Class of 2017 Forty Under Forty

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Russell Gill Head of Pension Risk & Capital Modelling, Nationwide Building Society
(Wiltshire, UK) 34
Russell Gill
(Art by Marcellus Hall)

Built Santander UK and Nationwide Building Society’s pension risk and reporting frameworks...Passion for developing talent and future leaders.

How have you been a change agent at your organization? What have you done that you’re particularly proud of?

I joined Nationwide in 2013 to build and lead the Pension Risk/Finance function and have recently taken on an expanded role covering broader capital and modelling (including modelling the Group’s operational risk and some credit risk exposures). Throughout my career, I have always aimed to build teams that “get stuff done” (in the right way), make a difference, and “think team.” I get a lot of pleasure from building teams and capabilities to solve/simplify business problems, whilst empowering individuals to develop personally and professionally. A particular highlight was one of my direct reports securing an amazing career opportunity reporting directly to our CEO.

What is the asset class or investment that keeps you up at night, and why?

Movements in equities and long-term interest rates can be very unpredictable and are big risks to defined benefit pension funds. They expose you to a wide range of unpredictable macro risks—including economic, geopolitical, and central bank policy. That said, these risks apply to many asset classes, so it is important to develop a robust risk/reward decision framework, whilst keeping focus on your ultimate goal(s).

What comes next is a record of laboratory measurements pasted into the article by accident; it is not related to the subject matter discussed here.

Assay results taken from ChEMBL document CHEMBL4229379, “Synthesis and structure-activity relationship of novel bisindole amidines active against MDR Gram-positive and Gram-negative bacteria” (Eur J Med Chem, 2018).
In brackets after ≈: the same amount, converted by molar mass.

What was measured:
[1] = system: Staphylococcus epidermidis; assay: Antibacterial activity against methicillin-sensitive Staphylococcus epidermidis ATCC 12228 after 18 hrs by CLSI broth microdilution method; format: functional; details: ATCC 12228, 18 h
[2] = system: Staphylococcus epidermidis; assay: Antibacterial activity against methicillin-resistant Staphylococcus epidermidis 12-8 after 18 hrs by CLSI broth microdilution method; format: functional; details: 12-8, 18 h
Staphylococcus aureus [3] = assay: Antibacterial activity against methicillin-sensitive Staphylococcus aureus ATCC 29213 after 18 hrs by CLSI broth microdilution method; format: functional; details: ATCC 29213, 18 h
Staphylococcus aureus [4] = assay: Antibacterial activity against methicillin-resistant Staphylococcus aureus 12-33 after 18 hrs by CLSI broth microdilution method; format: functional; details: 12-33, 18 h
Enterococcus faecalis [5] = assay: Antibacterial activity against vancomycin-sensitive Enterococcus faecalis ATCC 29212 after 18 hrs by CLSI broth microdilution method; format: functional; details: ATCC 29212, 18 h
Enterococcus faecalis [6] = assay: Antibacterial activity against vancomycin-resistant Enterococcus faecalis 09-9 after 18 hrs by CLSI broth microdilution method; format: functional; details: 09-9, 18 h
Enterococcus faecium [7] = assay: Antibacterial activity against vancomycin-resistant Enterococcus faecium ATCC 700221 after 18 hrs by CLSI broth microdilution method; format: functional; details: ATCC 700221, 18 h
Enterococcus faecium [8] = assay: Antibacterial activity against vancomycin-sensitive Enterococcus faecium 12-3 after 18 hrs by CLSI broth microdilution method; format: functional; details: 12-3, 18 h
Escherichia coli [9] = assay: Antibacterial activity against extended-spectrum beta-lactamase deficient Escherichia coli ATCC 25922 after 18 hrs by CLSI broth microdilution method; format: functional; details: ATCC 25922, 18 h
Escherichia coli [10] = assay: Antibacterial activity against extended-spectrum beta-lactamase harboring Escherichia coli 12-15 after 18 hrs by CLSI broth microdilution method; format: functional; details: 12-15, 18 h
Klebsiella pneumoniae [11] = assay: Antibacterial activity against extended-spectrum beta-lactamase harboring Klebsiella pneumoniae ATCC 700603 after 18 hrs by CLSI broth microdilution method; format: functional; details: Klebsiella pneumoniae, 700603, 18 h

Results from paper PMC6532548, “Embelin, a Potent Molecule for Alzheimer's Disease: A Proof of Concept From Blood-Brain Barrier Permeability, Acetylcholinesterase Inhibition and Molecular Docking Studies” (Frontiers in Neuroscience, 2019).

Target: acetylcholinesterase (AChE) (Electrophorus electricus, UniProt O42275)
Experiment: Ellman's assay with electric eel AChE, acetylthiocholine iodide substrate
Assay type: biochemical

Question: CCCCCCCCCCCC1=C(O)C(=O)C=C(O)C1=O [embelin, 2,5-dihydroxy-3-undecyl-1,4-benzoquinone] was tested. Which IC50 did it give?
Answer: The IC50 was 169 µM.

What methodologies have you adopted within your institution?

I built Nationwide’s first-ever Pension Risk Framework and integrated pension analysis, insight, and stress testing into the business. This ultimately helps Nationwide and the pension trustees to meet their obligations and anticipate any strategic management actions required. More recently, I’ve been leading and merging Nationwide’s pension risk and capital modelling teams to create synergies (essentially to make them “more than the sum of their parts”) and thus add further value to the business.

Where do you fall in the passive vs. active debate?

I’m at the passive end of the spectrum because the maths works against active management. On average, an index/benchmark will outperform an active manager. Another way to think about it is, over the long-term, active managers who take “brave bets” relative to the benchmark and outperform will be offset by those that underperform… Are you sure you can consistently pick the winners? However, active management of “real assets” makes a lot of sense to me.

What changes would you like to see the institutional investing community make in 10 years?

Closer alignment of interests between asset owners and asset managers.

Who is a manager you don’t currently work with whose brain you’d like to pick?

John Maynard Keynes if he was still alive… deep down I’m a wannabe economist.

Ideally, where would that meeting take place?

Fifteen in Old Street, London. A non-profit restaurant supporting a great cause (helping disadvantaged adults to build careers in hospitality). Fifteen is managed by Jamie Oliver and I grew up near Essex, not far from Jamie.

What software investment tool helps you most?

I’m quite reliant on Excel but always open to new technologies.

What would improve the relationship between you and managers?

Transparency of fees and objective evidencing of value for money.

Why did you choose your current path?

I started my career in human resources in a college and then decided to go for the rock ‘n roll lifestyle associated with becoming an actuary. Since qualifying, I have worked in financial services and enjoy the variety, solving risk/investment problems and developing people.